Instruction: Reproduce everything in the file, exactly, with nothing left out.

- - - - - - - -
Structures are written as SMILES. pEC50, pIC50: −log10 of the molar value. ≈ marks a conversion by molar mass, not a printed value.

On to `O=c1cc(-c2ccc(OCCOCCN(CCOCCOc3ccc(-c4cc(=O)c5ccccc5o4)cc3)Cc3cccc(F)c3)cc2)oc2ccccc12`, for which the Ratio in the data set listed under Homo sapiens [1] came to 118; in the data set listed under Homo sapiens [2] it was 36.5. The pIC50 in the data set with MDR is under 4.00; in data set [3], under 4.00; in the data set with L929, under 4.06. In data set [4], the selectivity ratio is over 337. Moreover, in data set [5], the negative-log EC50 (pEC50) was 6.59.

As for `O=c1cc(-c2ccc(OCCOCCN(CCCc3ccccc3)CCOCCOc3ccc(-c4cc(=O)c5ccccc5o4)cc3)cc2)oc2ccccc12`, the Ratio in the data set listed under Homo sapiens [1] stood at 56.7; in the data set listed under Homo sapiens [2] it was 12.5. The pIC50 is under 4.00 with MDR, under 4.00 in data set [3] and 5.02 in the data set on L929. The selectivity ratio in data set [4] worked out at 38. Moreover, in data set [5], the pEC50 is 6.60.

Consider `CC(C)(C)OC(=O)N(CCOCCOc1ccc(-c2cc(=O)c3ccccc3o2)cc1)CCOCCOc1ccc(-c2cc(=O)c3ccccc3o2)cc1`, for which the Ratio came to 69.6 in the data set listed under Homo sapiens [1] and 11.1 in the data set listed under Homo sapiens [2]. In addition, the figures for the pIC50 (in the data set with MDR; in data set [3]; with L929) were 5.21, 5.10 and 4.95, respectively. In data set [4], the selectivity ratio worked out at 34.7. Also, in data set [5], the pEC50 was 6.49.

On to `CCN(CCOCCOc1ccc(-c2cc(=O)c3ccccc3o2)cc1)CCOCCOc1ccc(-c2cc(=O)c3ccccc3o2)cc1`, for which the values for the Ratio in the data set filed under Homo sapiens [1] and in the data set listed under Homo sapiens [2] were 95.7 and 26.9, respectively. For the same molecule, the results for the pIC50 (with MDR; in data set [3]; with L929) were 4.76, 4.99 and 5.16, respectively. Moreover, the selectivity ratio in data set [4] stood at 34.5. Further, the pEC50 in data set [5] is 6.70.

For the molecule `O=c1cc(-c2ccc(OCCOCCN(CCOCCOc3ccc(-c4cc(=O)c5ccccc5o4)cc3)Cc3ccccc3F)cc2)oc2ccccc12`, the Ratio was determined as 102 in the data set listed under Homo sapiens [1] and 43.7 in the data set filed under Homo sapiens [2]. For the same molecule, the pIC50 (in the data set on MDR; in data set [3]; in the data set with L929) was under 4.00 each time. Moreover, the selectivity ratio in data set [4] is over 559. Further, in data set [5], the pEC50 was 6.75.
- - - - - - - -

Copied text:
Structures are written as SMILES. pEC50, pIC50: −log10 of the molar value. ≈ marks a conversion by molar mass, not a printed value.

On to `O=c1cc(-c2ccc(OCCOCCN(CCOCCOc3ccc(-c4cc(=O)c5ccccc5o4)cc3)Cc3cccc(F)c3)cc2)oc2ccccc12`, for which the Ratio in the data set listed under Homo sapiens [1] came to 118; in the data set listed under Homo sapiens [2] it was 36.5. The pIC50 in the data set with MDR is under 4.00; in data set [3], under 4.00; in the data set with L929, under 4.06. In data set [4], the selectivity ratio is over 337. Moreover, in data set [5], the negative-log EC50 (pEC50) was 6.59.

As for `O=c1cc(-c2ccc(OCCOCCN(CCCc3ccccc3)CCOCCOc3ccc(-c4cc(=O)c5ccccc5o4)cc3)cc2)oc2ccccc12`, the Ratio in the data set listed under Homo sapiens [1] stood at 56.7; in the data set listed under Homo sapiens [2] it was 12.5. The pIC50 is under 4.00 with MDR, under 4.00 in data set [3] and 5.02 in the data set on L929. The selectivity ratio in data set [4] worked out at 38. Moreover, in data set [5], the pEC50 is 6.60.

Consider `CC(C)(C)OC(=O)N(CCOCCOc1ccc(-c2cc(=O)c3ccccc3o2)cc1)CCOCCOc1ccc(-c2cc(=O)c3ccccc3o2)cc1`, for which the Ratio came to 69.6 in the data set listed under Homo sapiens [1] and 11.1 in the data set listed under Homo sapiens [2]. In addition, the figures for the pIC50 (in the data set with MDR; in data set [3]; with L929) were 5.21, 5.10 and 4.95, respectively. In data set [4], the selectivity ratio worked out at 34.7. Also, in data set [5], the pEC50 was 6.49.

On to `CCN(CCOCCOc1ccc(-c2cc(=O)c3ccccc3o2)cc1)CCOCCOc1ccc(-c2cc(=O)c3ccccc3o2)cc1`, for which the values for the Ratio in the data set filed under Homo sapiens [1] and in the data set listed under Homo sapiens [2] were 95.7 and 26.9, respectively. For the same molecule, the results for the pIC50 (with MDR; in data set [3]; with L929) were 4.76, 4.99 and 5.16, respectively. Moreover, the selectivity ratio in data set [4] stood at 34.5. Further, the pEC50 in data set [5] is 6.70.

For the molecule `O=c1cc(-c2ccc(OCCOCCN(CCOCCOc3ccc(-c4cc(=O)c5ccccc5o4)cc3)Cc3ccccc3F)cc2)oc2ccccc12`, the Ratio was determined as 102 in the data set listed under Homo sapiens [1] and 43.7 in the data set filed under Homo sapiens [2]. For the same molecule, the pIC50 (in the data set on MDR; in data set [3]; in the data set with L929) was under 4.00 each time. Moreover, the selectivity ratio in data set [4] is over 559. Further, in data set [5], the pEC50 was 6.75.